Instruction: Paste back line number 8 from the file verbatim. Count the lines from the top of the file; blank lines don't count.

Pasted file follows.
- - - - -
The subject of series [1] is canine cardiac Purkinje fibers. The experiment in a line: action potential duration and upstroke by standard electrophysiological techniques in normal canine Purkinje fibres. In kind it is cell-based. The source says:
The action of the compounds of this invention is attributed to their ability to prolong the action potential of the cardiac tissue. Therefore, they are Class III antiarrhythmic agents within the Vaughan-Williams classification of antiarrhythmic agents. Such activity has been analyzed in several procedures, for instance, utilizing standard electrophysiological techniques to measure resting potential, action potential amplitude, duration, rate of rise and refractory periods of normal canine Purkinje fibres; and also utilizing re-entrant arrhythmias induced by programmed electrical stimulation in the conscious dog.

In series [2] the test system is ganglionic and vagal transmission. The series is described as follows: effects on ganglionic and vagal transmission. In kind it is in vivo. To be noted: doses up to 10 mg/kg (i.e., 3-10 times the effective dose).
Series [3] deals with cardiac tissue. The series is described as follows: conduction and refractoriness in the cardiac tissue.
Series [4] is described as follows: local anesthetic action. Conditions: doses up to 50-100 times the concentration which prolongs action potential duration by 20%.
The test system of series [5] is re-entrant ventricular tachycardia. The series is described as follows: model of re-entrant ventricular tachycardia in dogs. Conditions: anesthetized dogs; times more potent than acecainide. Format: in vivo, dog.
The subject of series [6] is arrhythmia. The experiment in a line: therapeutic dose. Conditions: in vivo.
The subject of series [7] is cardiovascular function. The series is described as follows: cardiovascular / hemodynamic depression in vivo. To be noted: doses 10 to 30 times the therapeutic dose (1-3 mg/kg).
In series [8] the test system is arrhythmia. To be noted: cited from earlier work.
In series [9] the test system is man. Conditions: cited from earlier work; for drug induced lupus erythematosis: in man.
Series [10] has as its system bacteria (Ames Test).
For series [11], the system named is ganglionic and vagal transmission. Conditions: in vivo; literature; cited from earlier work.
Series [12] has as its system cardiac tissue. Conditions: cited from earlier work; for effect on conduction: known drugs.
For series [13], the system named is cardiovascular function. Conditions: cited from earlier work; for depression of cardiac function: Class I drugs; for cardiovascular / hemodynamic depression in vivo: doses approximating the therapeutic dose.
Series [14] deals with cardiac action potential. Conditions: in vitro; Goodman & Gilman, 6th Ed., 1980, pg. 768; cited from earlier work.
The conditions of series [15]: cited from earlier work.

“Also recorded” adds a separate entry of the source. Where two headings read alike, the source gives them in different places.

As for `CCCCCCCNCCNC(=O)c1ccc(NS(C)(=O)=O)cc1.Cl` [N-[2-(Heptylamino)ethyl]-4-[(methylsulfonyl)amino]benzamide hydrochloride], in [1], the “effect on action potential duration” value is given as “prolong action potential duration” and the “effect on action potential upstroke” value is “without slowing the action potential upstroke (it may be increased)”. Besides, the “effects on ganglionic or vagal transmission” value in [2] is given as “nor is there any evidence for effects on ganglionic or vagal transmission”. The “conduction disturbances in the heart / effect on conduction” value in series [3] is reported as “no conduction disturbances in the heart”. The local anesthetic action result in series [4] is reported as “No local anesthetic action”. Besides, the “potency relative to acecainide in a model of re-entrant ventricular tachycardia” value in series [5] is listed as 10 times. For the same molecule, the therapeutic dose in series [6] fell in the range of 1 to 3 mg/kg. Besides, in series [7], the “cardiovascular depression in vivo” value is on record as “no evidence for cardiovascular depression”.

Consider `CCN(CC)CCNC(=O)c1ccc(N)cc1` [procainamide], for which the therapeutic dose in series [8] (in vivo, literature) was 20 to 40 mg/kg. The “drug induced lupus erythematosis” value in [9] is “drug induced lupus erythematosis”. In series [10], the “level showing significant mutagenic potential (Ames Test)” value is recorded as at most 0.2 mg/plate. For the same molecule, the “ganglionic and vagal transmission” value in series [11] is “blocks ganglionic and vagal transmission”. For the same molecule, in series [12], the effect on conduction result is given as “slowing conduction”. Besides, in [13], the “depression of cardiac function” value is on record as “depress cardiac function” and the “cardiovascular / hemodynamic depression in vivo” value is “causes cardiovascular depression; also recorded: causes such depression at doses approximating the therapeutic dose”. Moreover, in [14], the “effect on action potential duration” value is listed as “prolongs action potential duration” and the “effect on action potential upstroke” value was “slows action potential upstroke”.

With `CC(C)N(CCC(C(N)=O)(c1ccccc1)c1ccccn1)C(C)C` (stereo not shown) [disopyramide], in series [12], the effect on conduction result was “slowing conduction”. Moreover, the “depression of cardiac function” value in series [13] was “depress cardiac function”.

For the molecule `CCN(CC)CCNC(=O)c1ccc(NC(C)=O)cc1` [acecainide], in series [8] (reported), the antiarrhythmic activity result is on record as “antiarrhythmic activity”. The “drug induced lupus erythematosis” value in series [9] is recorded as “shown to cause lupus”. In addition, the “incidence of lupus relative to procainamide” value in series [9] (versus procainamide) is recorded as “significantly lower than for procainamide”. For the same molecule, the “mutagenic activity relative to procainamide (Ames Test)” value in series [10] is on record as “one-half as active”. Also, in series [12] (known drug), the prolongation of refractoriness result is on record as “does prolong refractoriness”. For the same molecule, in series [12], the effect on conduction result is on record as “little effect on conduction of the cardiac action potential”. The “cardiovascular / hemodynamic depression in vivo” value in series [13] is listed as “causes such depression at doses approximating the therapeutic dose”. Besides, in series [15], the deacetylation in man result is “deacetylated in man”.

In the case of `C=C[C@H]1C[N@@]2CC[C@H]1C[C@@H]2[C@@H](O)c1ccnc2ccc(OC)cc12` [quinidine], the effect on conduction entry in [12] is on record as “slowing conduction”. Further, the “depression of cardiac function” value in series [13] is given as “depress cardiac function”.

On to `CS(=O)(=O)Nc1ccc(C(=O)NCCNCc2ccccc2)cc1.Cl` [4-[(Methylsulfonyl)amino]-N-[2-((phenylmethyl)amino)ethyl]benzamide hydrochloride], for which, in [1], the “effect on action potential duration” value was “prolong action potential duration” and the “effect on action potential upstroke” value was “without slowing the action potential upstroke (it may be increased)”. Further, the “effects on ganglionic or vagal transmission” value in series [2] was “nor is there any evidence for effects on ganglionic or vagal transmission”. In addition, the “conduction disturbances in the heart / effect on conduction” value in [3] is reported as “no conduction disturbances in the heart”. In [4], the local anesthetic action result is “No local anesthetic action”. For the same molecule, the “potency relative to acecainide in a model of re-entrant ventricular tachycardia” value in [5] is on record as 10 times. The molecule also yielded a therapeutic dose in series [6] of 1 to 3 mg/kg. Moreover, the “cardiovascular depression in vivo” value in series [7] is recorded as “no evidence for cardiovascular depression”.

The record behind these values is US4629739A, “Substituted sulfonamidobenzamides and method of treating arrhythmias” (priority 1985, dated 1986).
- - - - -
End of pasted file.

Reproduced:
The subject of series [7] is cardiovascular function. The series is described as follows: cardiovascular / hemodynamic depression in vivo. To be noted: doses 10 to 30 times the therapeutic dose (1-3 mg/kg).